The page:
Events honor survivors and lives lost, reduce stigma, and recognize partnerships that strengthen communities
Santa Clara County, CA – Local organizations together with the County of Santa Clara Public Health Department and City of San Jose commemorate the 33rd annual World AIDS Day with a candlelight vigil, flag raising, and other ceremonies. Honored each December 1 since 1988, World AIDS Day unites people worldwide in the fight against HIV and remembers the 6,778 people diagnosed with HIV in Santa Clara County since the beginning of the fight against the disease, including 4,956 people diagnosed with AIDS. Free, public events take place in San Jose and around the world. Event details can be found at the Silicon Valley World AIDS Day website.
“Santa Clara County has never stopped working to support people living with HIV by funding programs like the Getting to Zero new HIV infections. We already had the science we needed to stop new HIV infections and HIV related deaths. But the County understood that all the medicine and prevention in the world means nothing if you don’t get it to the people who need it,” said Santa Clara County Supervisor Cindy Chavez.
Some racial and ethnic groups remain disproportionately impacted by HIV. In 2020, Hispanic/Latinx residents accounted for 56 percent of new HIV diagnoses in Santa Clara County. African American/Blacks accounted for 9 percent of new cases in the county, while representing only 2 percent of the overall population of the county. The most recent data available can be found in the STI and HIV Annual Report.
“For the past two years, County staff and community partners have continued working tirelessly to maintain life-saving HIV services despite the heavy burden of the COVID-19 response,” said Dr. Sarah Rudman, Assistant Health Officer with the County of Santa Clara Public Health Department. “In some of the darkest times, they continued providing HIV testing, HIV prevention medication, and connections to HIV medical care that were a lifeline for community members urgently needing those services.”
Since 2014, Santa Clara County has had a consistently higher percentage of successful early linkage to medical care for HIV infected people compared to the national average. HIV positive people who learn about their infections early and get early access to medical care live longer, healthier lives and are less likely to spread the disease to others. The Santa Clara County Getting to Zero initiative focuses on reaching zero new HIV infections, zero stigma, and zero HIV-related deaths.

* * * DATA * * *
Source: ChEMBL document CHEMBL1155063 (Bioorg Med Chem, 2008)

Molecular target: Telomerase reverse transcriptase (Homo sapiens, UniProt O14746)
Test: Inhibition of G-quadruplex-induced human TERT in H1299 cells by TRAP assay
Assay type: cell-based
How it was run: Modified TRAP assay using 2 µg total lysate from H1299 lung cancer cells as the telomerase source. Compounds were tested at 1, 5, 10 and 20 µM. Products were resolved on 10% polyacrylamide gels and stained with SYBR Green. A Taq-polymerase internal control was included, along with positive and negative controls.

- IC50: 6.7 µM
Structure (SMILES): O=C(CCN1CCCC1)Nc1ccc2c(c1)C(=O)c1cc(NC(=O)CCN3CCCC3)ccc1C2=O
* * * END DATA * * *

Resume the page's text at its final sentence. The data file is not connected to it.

Santa Clara County World AIDS Day Events
In-person and virtual options are available for each event.
San Jose City Rotunda Lights Up for World AIDS Day
Tuesday, November 30 - Monday, December 6
200 E Santa Clara St, San Jose, CA 95113
Sponsored by Councilmember Raul Peralez
Proclamation at San Jose City Council
Tuesday, November 30 at 11 a.m.
Councilmember Raul Peralez
Recorded live stream: https://www.sanjoseca.gov/news-stories/watch-a-meeting
County of Santa Clara Flag Raising Ceremony and Proclamation
Wednesday, December 1 at 12:30 p.m.
In-person: 70 W Hedding Street, McEntee Plaza, San Jose, CA 95110
Speakers: Supervisor Cindy Chavez and Dr. Sarah Rudman, Assistant Health Officer
Live stream at https://sccgov-org.zoom.us/j/99510135121 (Meeting ID 995 1013 5121)
Candlelight Vigil at the Rotunda
Wednesday, December 1 at 6 p.m.
Hosted by Silicon Valley Pride
In-person: 200 E Santa Clara St, San Jose, CA 95113
Live stream at bit.ly/svpride-facebook and bit.ly/svpride-youtube
Everyone has a role to play:
- Get tested. The only way to know your status is to get tested. The Public Health Department offers free HIV testing at GetTestedSCC.org.
- Wear a red ribbon, the symbol of HIV awareness and support, and tell people why you are wearing it.
- Participate in any of the scheduled events commemorating Silicon Valley World AIDS Day 2021.
- Get involved in local Getting to Zero program activities by visiting GettingtoZeroSCC.org
- Know the facts about HIV.
- People who do not have HIV but who are at high risk of getting it, can take a daily pill called PrEP, which is highly effective for preventing HIV if used as prescribed. Over 400 patients have started taking PrEP after receiving assistance from the Public Health Department. Learn more about PrEP at sccphd.org/prep.
- People with HIV who take medication until their blood virus is undetectable can’t pass the virus to their sexual partners. Learn more at: hivhaschanged.org.